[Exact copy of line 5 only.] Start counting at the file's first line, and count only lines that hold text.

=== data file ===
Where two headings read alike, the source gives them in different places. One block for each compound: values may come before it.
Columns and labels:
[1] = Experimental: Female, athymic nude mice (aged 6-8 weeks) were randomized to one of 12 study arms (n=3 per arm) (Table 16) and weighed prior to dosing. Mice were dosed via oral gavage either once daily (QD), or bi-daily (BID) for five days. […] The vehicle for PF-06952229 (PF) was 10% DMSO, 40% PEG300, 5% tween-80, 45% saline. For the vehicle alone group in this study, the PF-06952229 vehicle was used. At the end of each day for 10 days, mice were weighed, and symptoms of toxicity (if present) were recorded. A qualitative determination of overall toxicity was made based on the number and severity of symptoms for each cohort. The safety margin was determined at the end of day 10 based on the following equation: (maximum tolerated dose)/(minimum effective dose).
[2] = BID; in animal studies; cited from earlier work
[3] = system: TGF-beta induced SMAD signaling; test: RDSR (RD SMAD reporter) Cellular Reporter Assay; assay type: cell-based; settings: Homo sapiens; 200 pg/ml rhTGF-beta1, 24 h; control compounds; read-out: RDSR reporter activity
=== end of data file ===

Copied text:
[3] = system: TGF-beta induced SMAD signaling; test: RDSR (RD SMAD reporter) Cellular Reporter Assay; assay type: cell-based; settings: Homo sapiens; 200 pg/ml rhTGF-beta1, 24 h; control compounds; read-out: RDSR reporter activity